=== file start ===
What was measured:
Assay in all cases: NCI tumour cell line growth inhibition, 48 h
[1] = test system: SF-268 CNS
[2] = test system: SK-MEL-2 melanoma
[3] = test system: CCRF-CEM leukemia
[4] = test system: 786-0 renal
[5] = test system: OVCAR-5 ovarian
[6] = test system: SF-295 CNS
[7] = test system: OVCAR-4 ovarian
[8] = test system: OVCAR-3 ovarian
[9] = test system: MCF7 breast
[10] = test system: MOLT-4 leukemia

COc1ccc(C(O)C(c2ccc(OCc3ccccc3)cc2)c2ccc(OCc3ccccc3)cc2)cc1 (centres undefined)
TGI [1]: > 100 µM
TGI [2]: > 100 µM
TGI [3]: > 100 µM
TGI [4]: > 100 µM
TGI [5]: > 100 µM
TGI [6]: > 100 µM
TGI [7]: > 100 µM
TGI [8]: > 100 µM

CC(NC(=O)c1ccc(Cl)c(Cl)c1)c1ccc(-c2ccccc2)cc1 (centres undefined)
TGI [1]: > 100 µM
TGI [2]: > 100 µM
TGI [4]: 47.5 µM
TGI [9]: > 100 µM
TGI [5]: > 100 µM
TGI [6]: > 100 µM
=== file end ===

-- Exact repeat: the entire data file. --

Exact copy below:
What was measured:
Assay in all cases: NCI tumour cell line growth inhibition, 48 h
[1] = test system: SF-268 CNS
[2] = test system: SK-MEL-2 melanoma
[3] = test system: CCRF-CEM leukemia
[4] = test system: 786-0 renal
[5] = test system: OVCAR-5 ovarian
[6] = test system: SF-295 CNS
[7] = test system: OVCAR-4 ovarian
[8] = test system: OVCAR-3 ovarian
[9] = test system: MCF7 breast
[10] = test system: MOLT-4 leukemia

COc1ccc(C(O)C(c2ccc(OCc3ccccc3)cc2)c2ccc(OCc3ccccc3)cc2)cc1 (centres undefined)
TGI [1]: > 100 µM
TGI [2]: > 100 µM
TGI [3]: > 100 µM
TGI [4]: > 100 µM
TGI [5]: > 100 µM
TGI [6]: > 100 µM
TGI [7]: > 100 µM
TGI [8]: > 100 µM

CC(NC(=O)c1ccc(Cl)c(Cl)c1)c1ccc(-c2ccccc2)cc1 (centres undefined)
TGI [1]: > 100 µM
TGI [2]: > 100 µM
TGI [4]: 47.5 µM
TGI [9]: > 100 µM
TGI [5]: > 100 µM
TGI [6]: > 100 µM